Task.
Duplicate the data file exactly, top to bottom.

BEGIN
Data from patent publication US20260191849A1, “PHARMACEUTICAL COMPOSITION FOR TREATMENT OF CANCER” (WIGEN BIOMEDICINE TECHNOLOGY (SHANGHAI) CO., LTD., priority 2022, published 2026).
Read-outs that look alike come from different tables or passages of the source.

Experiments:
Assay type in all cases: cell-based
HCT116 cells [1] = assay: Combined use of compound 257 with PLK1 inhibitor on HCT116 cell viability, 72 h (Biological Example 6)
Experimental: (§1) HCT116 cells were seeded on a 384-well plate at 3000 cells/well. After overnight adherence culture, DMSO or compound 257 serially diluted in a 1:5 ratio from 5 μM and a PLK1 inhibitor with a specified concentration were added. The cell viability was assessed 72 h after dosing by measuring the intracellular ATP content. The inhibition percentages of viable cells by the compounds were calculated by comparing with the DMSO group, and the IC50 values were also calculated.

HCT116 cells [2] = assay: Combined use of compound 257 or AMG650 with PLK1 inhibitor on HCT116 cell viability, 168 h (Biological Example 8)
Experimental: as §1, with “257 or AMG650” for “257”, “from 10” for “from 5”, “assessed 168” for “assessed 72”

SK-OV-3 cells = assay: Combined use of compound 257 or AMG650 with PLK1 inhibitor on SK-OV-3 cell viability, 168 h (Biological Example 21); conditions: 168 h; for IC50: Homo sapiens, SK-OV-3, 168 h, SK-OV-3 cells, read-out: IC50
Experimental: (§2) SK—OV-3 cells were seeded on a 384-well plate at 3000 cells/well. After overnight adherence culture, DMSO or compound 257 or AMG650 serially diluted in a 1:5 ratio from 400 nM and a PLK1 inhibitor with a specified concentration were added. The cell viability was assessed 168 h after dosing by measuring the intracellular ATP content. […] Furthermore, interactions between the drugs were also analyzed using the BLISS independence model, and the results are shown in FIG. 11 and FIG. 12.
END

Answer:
Data from patent publication US20260191849A1, “PHARMACEUTICAL COMPOSITION FOR TREATMENT OF CANCER” (WIGEN BIOMEDICINE TECHNOLOGY (SHANGHAI) CO., LTD., priority 2022, published 2026).
Read-outs that look alike come from different tables or passages of the source.

Experiments:
Assay type in all cases: cell-based
HCT116 cells [1] = assay: Combined use of compound 257 with PLK1 inhibitor on HCT116 cell viability, 72 h (Biological Example 6)
Experimental: (§1) HCT116 cells were seeded on a 384-well plate at 3000 cells/well. After overnight adherence culture, DMSO or compound 257 serially diluted in a 1:5 ratio from 5 μM and a PLK1 inhibitor with a specified concentration were added. The cell viability was assessed 72 h after dosing by measuring the intracellular ATP content. The inhibition percentages of viable cells by the compounds were calculated by comparing with the DMSO group, and the IC50 values were also calculated.

HCT116 cells [2] = assay: Combined use of compound 257 or AMG650 with PLK1 inhibitor on HCT116 cell viability, 168 h (Biological Example 8)
Experimental: as §1, with “257 or AMG650” for “257”, “from 10” for “from 5”, “assessed 168” for “assessed 72”

SK-OV-3 cells = assay: Combined use of compound 257 or AMG650 with PLK1 inhibitor on SK-OV-3 cell viability, 168 h (Biological Example 21); conditions: 168 h; for IC50: Homo sapiens, SK-OV-3, 168 h, SK-OV-3 cells, read-out: IC50
Experimental: (§2) SK—OV-3 cells were seeded on a 384-well plate at 3000 cells/well. After overnight adherence culture, DMSO or compound 257 or AMG650 serially diluted in a 1:5 ratio from 400 nM and a PLK1 inhibitor with a specified concentration were added. The cell viability was assessed 168 h after dosing by measuring the intracellular ATP content. […] Furthermore, interactions between the drugs were also analyzed using the BLISS independence model, and the results are shown in FIG. 11 and FIG. 12.